What molecule am I?
Ethyl 2-cyanoacrylate is a liquid that you’ve probably used around the house. Because of its conjugated unsaturated groups, it polymerizes easily. It is prepared by condensing ethyl 2-cyanoacetate with formaldehyde, followed by thermal decomposition of the resulting polymer.
Ethyl 2-cyanoacrylate and other less common 2-cyanoacrylate esters are the active ingredients in commercial superglues or instant glues. Some of these products contain additives such as fumed silica to make them more viscous or rubber to make them more impact resistant.
Cyanoacrylates were discovered serendipitously during World War II when scientists at B.F. Goodrich (located in Akron, OH at the time) sought suitable clear plastics for gun sights. Chemist Harry Coover Jr. and co-workers found that the esters auto-polymerized and stuck to everything in sight. Because of the wartime urgency for other materials, cyanoacrylates were abandoned until 1951, when Coover, then at Eastman Chemical (Eastport, TN), and colleague Fred Joyner “rediscovered” it. The first commercial glue appeared in 1958.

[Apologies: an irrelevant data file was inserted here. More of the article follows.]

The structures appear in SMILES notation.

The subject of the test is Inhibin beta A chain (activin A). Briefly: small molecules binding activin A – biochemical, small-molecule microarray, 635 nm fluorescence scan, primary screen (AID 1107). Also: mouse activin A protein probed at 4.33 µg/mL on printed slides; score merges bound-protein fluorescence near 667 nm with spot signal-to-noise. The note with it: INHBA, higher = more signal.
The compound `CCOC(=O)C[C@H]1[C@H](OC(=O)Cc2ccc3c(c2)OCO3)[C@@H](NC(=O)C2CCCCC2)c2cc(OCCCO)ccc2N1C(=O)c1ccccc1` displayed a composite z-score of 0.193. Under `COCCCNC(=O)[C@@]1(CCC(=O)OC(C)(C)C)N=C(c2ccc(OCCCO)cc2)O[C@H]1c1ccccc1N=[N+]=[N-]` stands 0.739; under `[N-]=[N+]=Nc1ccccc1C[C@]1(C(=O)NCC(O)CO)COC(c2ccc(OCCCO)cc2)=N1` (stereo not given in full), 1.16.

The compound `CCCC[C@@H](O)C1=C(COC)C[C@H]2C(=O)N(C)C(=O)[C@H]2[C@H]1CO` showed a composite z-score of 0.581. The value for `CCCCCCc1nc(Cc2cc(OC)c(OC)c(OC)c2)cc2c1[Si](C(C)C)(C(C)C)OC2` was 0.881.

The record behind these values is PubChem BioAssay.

Ethyl 2-cyanoacrylate and its cousins polymerize instantly in water. The small amount of moisture in air is enough to initiate polymerization. The polymer forms within a matter of minutes, creating a bond that is often stronger than the materials it joins.
Despite its strength, the polymer can be removed by soaking it in acetone or mild acids. Household products such as nail polish remover or lemon juice will do the trick.
Ethyl 2-cyanoacrylate hazard information
|Hazard class*||Hazard statement|
|Flammable liquids, category 4||H227—Combustible liquid|
|Skin corrosion/irritation, category 2||H315—Causes skin irritation|
|Serious eye damage/eye irritation, category 2A||H319—Causes serious eye irritation|
|Specific target organ toxicity, single exposure, respiratory tract irritation, category 3||H335—May cause respiratory irritation|
|CAS Reg. No.||7085-85-0|
|2-Propenoic acid, 2-cyano-, ethyl ester|
|Molar mass||125.13 g/mol|
|Boiling point||54–56 ºC @ 3 torr|
Learn more about this molecule from CAS, the most authoritative and comprehensive source for chemical information.
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